You just finished a great session, and the energy was awesome.
You know you and your client did some really good work, and you can tell by her response. She’s a little teary, but okay. And she gives you a sheepish smile, tossing one more tissue in the trash while picking up her purse to leave.
“Thank you,” she says. “I knew this would be hard – but goodness – you are helping me so much and I’m so glad I came…”
You instinctively reach out to give her a little hug, as you open the door and say good bye. She walks down the hall with a small wave. “See you next week!”
And you turn back into your office with a smile. That was fun.
Then you remember.
UGH. She forgot to pay you. Again.
You feel like an idiot for not mentioning it – but gosh, you couldn’t exactly bring up money at a time like that, could you?
Or could you?
Yes. You could.
No matter what kind of business you have, setting up systems to be sure you get paid in a fair and efficient way will make your life waaaay easier.
Here, I used a 1:1 session between a client and a healer as an example, because I know how hard this is for my heart-centered peeps (like those of you who are art therapists, Reiki practitioners, nutritionists, or counselors.)
But the principles apply to every type of business – from retail to yard sales, from chiropractors to craftsmen.
You are not “just” a healer, artist, attorney or consultant. You are a business owner – and revenue is the lifeblood of your business.
Without it, you can’t survive.
So what can you do to make getting paid on a regular basis a little less awkward and a lot more efficient?
Turns out, there are lots of things. :)
Here are 5 simple ways to be sure you get paid. No awkwardness required.
1. Set up packages that allow clients to pay in advance.
Offering packages makes life easier, for you and your clients. Not only do they make a true emotional and financial commitment to the work, but they don’t have to remember to bring a check each time.
2. Set up an on-line scheduling system that requires them to pay when they set their appointment.
When someone schedules an initial consult at my office, they do so through an online scheduling system that requires a deposit as part of the process. Since instituting that system, I’ve never yet had a no-show or missed appointment.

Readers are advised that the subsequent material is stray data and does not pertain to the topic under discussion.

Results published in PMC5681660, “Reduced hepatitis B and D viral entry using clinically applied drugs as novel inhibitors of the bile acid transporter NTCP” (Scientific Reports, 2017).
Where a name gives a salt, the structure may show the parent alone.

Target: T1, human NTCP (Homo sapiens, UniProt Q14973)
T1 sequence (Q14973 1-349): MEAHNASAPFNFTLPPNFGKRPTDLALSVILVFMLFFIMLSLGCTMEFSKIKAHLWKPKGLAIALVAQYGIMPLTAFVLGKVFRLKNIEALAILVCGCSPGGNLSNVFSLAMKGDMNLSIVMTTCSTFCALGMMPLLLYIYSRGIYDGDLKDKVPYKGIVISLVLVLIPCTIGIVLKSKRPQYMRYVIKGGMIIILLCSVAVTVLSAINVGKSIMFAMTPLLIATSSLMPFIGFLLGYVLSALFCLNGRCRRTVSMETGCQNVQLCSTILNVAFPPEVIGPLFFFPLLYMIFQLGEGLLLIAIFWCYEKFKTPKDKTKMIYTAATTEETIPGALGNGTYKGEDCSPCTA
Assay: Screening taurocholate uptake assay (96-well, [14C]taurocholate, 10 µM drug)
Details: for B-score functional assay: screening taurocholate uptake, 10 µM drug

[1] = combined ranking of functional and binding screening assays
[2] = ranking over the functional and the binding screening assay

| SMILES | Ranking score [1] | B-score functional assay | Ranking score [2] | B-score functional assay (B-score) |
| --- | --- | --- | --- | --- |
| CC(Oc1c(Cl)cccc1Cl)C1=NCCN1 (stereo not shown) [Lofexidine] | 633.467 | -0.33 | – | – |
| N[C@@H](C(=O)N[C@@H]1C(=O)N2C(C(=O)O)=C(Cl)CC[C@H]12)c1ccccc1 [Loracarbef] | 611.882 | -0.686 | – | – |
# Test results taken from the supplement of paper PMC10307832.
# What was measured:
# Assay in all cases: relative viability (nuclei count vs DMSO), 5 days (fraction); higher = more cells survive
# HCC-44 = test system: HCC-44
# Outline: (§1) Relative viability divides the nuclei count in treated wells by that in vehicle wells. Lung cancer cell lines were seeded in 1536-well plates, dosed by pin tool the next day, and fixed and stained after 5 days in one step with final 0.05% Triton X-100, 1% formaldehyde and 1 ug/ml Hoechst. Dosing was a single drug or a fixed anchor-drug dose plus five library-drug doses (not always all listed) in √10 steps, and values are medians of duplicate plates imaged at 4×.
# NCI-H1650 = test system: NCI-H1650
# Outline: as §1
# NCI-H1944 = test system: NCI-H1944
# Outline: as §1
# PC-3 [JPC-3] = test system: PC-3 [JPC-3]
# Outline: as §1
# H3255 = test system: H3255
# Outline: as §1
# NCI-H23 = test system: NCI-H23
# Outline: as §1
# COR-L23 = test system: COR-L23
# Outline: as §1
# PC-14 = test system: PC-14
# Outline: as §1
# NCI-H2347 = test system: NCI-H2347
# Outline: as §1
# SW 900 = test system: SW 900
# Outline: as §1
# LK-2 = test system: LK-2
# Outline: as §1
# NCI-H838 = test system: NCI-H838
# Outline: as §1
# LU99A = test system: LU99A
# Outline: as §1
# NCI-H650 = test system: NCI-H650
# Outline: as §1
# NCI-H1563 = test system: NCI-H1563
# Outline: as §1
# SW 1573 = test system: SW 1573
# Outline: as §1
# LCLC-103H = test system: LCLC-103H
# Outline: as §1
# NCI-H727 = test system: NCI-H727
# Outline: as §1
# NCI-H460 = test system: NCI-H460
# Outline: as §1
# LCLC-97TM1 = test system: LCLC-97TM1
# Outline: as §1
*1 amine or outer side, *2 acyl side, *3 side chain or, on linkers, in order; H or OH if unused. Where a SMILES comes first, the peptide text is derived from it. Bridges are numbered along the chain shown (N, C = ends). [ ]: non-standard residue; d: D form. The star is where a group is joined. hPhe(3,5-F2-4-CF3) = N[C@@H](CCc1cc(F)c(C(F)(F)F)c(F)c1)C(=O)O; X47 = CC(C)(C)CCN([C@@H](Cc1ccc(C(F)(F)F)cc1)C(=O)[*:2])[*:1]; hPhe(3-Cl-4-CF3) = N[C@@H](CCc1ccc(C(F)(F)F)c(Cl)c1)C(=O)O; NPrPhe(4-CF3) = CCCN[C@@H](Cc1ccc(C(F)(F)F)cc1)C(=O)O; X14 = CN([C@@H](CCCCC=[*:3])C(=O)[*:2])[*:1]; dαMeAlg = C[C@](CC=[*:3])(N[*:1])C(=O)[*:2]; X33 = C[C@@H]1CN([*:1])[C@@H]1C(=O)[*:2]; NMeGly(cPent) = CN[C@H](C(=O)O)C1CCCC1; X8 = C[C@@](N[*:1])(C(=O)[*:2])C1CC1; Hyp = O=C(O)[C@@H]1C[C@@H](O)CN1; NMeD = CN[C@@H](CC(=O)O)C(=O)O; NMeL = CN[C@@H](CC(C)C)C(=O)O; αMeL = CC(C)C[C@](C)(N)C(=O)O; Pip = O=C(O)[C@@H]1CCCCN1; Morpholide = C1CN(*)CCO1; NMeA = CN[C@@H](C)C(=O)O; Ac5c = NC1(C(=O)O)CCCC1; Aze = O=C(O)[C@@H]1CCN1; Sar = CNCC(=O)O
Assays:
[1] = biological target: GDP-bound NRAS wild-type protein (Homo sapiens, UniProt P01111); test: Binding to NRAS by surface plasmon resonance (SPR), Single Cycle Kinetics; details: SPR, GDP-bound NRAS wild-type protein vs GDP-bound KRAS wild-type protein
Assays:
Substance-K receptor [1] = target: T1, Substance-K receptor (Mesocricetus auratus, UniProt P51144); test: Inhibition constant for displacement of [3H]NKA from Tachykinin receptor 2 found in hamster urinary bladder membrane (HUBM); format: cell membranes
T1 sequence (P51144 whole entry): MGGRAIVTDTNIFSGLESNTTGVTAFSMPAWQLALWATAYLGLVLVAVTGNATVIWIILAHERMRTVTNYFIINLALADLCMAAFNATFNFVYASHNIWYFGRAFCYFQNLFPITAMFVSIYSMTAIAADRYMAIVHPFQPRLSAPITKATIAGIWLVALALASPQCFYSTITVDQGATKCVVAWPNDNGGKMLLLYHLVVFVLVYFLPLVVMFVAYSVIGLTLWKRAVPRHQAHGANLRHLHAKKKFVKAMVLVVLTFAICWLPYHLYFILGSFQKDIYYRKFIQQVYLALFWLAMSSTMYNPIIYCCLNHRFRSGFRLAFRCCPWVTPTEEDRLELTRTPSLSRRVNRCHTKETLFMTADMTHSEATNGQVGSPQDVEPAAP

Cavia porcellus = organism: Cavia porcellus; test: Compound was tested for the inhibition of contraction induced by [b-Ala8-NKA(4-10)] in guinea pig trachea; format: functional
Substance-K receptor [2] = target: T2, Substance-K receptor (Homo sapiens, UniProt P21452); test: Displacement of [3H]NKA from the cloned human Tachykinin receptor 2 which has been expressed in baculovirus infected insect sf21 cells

3. Ask for payment at the start of the visit, before the work begins.
When your client or customer first gets to your office, just ask a matter-of-fact question. “How would you like to take care of this today? Cash, check?” They’ll automatically reach for their preferred payment option.
Notice the inherent assumption tucked in to that question: that they will pay.
My clients know that ending on time is not my strength. So I often say, “Why don’t we take care of payment before we get started? That way we don’t have to rush at the end.”
They seem to appreciate that gesture, because it means I’m getting the red tape out of the way first, so I can focus on them.
4. Ask for payment at the end, but make it a routine part of their experience.
If you don’t ask at the start, you can still use that same language at the end. (“How would you like to take care of this today?”) It may help both of you, though, to state that intention at the start.
“Don’t let me forget to get a payment from you before you leave today!” That way, you are inviting them to be an equal partner in making sure that things are done properly.
Said with a smile, they’ll appreciate the reminder too.
5. Follow up immediately when you do forget.
A few weeks ago, I completely forgot to collect payment from a young woman pays by card at each visit. We have a solid routine, so I don’t know why it slipped by that day.
That just happens sometimes.
In the past, I would have waited till she came back, and mentioned it then. Or waited until statements went out at the end of the month.
Or worse yet, avoided the whole subject completely and resented the fact that I didn’t get paid.
(How many of you do that?! Type “Uh oh! I do!” in the comments below!)
Not any more. I realized my mistake as soon as she left the parking lot, so I immediately sat down to send her an email. “Oops!” was the subject line.
I quickly mentioned that I’d forgotten to get her payment that day, and asked her to mail in a check. Instead, she chose to drop one by the next day.
Quick. Clean. Respectful. Clear. Easy.